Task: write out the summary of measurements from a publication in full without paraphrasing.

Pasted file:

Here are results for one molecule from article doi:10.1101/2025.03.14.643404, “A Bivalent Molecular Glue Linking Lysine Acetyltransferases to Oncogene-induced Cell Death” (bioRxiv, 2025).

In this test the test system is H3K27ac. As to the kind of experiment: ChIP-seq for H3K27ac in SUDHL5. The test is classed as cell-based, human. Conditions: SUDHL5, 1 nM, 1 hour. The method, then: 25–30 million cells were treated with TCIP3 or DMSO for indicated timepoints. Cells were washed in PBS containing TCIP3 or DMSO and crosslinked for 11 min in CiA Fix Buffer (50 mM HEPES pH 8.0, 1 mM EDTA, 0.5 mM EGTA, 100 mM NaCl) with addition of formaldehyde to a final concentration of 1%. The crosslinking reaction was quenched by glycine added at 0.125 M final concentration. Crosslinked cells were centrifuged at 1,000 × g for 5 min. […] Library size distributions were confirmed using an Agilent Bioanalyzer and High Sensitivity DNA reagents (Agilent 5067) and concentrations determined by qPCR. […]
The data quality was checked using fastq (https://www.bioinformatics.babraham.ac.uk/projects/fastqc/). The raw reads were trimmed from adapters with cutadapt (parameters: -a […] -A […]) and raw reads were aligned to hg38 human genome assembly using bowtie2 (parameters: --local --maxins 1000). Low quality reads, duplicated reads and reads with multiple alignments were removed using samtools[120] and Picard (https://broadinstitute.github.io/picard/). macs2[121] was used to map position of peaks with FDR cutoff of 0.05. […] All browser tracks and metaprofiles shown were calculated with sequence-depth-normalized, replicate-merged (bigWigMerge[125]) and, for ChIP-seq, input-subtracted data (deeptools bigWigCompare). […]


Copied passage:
Here are results for one molecule from article doi:10.1101/2025.03.14.643404, “A Bivalent Molecular Glue Linking Lysine Acetyltransferases to Oncogene-induced Cell Death” (bioRxiv, 2025).

In this test the test system is H3K27ac. As to the kind of experiment: ChIP-seq for H3K27ac in SUDHL5. The test is classed as cell-based, human. Conditions: SUDHL5, 1 nM, 1 hour. The method, then: 25–30 million cells were treated with TCIP3 or DMSO for indicated timepoints. Cells were washed in PBS containing TCIP3 or DMSO and crosslinked for 11 min in CiA Fix Buffer (50 mM HEPES pH 8.0, 1 mM EDTA, 0.5 mM EGTA, 100 mM NaCl) with addition of formaldehyde to a final concentration of 1%. The crosslinking reaction was quenched by glycine added at 0.125 M final concentration. Crosslinked cells were centrifuged at 1,000 × g for 5 min. […] Library size distributions were confirmed using an Agilent Bioanalyzer and High Sensitivity DNA reagents (Agilent 5067) and concentrations determined by qPCR. […]
The data quality was checked using fastq (https://www.bioinformatics.babraham.ac.uk/projects/fastqc/). The raw reads were trimmed from adapters with cutadapt (parameters: -a […] -A […]) and raw reads were aligned to hg38 human genome assembly using bowtie2 (parameters: --local --maxins 1000). Low quality reads, duplicated reads and reads with multiple alignments were removed using samtools[120] and Picard (https://broadinstitute.github.io/picard/). macs2[121] was used to map position of peaks with FDR cutoff of 0.05. […] All browser tracks and metaprofiles shown were calculated with sequence-depth-normalized, replicate-merged (bigWigMerge[125]) and, for ChIP-seq, input-subtracted data (deeptools bigWigCompare). […]